Herbs erect or ascending, with rooting, creeping, branching base, 0.5–6.6(–8) dm. Stems: internodes usually weakly 2-lined, sometimes not lined, without black glands, rarely with reddish glands. Leaves usually spreading, rarely erect, sessile or (proximal) subpetiolate; blade oblong-elliptic or elliptic to triangular-ovate or (proximal) obovate, 12–28(–32) × 6–15(–18) mm, base subcordate to rounded or (proximal) cuneate, margins plane, apex obtuse to rounded, midrib with 4–5 pairs of branches, tertiary veins not densely reticulate, black glands intramarginal (± dense) and, rarely, (1–2) laminar (distal). Inflorescences cylindric to narrowly pyramidal, (1–)8–20-flowered. Flowers 6–15(–25) mm diam.; sepals not or scarcely imbricate, erect in fruit, ovate to lanceolate or narrowly oblong, unequal to subequal, 2.5–5.5 × 1–2 mm, apex acute to rounded; petals golden yellow, sometimes red-tinged, oblanceolate, 7–12 mm; stamens 50–90(–109); anther gland black; styles 2–8 mm. Capsules oblanceoloid, 6–10 × 3.5–6 mm, with longitudinal vittae. Seeds not carinate, (0.5–)0.7–0.8 mm; testa linear-reticulate. 2n = 16.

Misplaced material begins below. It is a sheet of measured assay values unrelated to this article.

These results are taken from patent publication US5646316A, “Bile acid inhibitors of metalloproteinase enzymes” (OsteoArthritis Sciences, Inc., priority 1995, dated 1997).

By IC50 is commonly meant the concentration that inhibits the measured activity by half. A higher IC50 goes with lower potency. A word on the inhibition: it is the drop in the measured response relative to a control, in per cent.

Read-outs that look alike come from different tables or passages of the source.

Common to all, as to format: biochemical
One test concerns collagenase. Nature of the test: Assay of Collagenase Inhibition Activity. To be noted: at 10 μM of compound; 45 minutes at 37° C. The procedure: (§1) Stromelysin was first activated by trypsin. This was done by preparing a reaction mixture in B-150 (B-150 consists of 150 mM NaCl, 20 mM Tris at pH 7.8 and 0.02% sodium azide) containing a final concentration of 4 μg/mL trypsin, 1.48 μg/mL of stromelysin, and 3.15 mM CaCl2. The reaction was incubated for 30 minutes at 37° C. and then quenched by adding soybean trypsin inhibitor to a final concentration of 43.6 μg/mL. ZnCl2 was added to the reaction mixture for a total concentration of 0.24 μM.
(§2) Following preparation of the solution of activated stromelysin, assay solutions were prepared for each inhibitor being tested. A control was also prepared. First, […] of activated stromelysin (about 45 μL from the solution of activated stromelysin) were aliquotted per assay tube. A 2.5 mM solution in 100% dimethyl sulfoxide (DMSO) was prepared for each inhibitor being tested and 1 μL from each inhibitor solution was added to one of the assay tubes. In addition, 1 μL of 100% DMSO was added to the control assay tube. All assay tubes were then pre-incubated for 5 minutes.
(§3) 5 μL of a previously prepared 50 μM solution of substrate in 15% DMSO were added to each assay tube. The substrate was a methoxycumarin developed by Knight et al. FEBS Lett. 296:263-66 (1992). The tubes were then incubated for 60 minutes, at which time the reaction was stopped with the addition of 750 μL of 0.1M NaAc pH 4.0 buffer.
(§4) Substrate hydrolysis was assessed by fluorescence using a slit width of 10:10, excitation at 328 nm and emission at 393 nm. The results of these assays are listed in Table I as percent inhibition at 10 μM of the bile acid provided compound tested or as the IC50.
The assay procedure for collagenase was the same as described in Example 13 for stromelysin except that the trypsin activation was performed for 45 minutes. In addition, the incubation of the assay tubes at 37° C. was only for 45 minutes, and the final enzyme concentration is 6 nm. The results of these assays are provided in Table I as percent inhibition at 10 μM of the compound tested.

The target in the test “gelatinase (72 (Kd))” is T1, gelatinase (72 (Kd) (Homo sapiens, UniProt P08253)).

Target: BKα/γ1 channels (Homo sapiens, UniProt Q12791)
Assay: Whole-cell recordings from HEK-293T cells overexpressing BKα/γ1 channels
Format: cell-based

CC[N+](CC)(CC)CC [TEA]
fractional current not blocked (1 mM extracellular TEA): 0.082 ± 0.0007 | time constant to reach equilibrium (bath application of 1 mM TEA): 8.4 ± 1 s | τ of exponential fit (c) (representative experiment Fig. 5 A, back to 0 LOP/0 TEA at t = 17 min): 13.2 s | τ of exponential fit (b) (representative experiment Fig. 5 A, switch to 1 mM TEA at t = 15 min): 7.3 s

Phenology: Flowering summer (Jun–Sep).
Habitat: Wet meadows and banks, coniferous forests, screes, lake margins, marshes, tidal shores
Elevation: 0–2900 m
Alta., B.C., Ariz., Calif., Colo., Idaho, Mont., Nev., N.Mex., Oreg., Utah, Wash., Wyo., Mexico (Baja California, Baja California Sur, Chihuahua, Coahuila, Durango, Sonora, Zacatecas).
Some authors have included Hypericum scouleri in central Mexican H. formosum Kunth as a synonym, subspecies, or variety; the similarities in sepal form and glandularity between these species are due to convergence. Hypericum formosum is related to another Mexican species (H. oaxacanum R. Keller); the affinities of H. scouleri are with the H. attenuatum group from eastern Asia. Hypericum scouleri itself does occur in northern and central Mexico as far south as Michoacán, México, and Hidalgo, where it is known by the synonym H. simulans Rose.
J. M. Gillett and N. K. B. Robson (1981) treated the dwarf alpine form of Hypericum scouleri as subsp. nortoniae. Further work has revealed a range of intermediate forms between the two putative subspecies, which prevents their recognition. Likewise, the differentiation of a southern population (H. formosum subsp. formosum in the sense of C. L. Hitchcock) from a northern one [H. formosum subsp. scouleri (Hooker) C. L. Hitchcock] based on the broader, blunter, and less-glandular sepals in the latter, does not appear warranted.